They are gone, up , up and away. I am just back from the airport after a morning spent making pancakes as a parting breakfast treat and making sure their little carry-ons were packed. The plane has left Dublin and flown into a glorious autumn sky, and as I drove home orange, yellow and brown leaves danced across the road.
Now the house is suddenly very quite. No more random outbursts of giggles, screams, yelps, chatter and running up and down the stairs. No more peeping, buzzing and plongging as mobile phones announce the arrival of all important new information from friends via facebook. Although I must say I found it very annoying that the pods and phones never left their hands, their eyes always distracted by the tiny blue shimmering monitors and messages pingingly interrupting the visit.
And now I sit and type, surrounded by mounds of bedclothes and towels in the need of a wash (how can teenagers so slight of figure need so many to dry themselves with?), but I have to admit I am quite happy with the silence. As much as I loved having my niece here and enjoyed spoiling her a little, I am glad things will be back to normal once I’ve straightened out the house.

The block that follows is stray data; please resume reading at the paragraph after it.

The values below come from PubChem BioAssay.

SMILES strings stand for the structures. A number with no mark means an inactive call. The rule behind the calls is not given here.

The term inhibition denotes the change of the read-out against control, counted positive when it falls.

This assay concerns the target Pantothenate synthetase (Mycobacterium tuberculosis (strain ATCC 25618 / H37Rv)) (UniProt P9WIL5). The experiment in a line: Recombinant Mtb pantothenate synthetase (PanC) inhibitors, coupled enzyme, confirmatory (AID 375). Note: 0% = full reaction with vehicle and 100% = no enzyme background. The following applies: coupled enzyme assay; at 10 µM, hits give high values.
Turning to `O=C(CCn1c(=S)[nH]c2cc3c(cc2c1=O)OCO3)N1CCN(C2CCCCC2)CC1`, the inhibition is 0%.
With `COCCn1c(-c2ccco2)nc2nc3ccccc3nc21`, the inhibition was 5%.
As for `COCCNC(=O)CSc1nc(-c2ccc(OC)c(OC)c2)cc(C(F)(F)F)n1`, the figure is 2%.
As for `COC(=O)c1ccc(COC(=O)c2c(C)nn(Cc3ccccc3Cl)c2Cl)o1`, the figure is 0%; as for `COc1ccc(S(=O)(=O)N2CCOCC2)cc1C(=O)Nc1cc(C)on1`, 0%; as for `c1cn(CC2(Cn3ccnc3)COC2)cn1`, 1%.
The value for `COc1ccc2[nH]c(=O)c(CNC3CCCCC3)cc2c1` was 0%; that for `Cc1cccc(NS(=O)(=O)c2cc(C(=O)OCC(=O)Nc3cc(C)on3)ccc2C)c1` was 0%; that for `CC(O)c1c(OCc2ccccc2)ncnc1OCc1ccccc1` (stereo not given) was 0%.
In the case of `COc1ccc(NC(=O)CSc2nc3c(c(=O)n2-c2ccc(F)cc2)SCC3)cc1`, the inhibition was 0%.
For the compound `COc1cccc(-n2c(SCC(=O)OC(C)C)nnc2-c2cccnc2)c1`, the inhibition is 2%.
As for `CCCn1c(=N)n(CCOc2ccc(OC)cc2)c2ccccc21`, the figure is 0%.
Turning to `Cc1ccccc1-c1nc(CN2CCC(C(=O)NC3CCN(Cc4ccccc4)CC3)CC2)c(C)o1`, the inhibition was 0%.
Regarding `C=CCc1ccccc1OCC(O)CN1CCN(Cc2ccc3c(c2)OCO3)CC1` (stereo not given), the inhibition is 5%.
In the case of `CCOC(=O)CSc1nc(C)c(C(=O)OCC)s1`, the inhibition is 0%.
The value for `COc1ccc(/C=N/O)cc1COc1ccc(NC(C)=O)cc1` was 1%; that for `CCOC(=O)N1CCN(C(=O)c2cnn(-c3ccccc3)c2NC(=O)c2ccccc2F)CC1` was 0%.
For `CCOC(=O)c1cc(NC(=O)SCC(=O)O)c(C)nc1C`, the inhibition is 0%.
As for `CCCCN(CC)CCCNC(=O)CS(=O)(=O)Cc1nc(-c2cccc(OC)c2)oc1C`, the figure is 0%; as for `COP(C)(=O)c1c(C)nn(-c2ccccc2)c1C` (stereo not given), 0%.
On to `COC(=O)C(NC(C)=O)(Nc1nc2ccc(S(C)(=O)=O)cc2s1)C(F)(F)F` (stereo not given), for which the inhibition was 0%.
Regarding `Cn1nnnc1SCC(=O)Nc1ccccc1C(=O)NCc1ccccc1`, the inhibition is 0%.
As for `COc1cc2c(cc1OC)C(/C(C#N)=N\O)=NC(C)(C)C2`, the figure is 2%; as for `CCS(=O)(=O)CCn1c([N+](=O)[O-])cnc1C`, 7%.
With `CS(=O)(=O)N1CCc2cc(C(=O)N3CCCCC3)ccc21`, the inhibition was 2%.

So I’ll turn up the music, the kind I like to hear, and shimmy and shake my home back into shape, move my bits and bobs back into my bedroom, put on a wash or twenty, and later, to complete my parting party, I will sit in front of the fire with a glass of red in hand and wait for the phone to tell me my two traveling teenagers are back home safe and sound.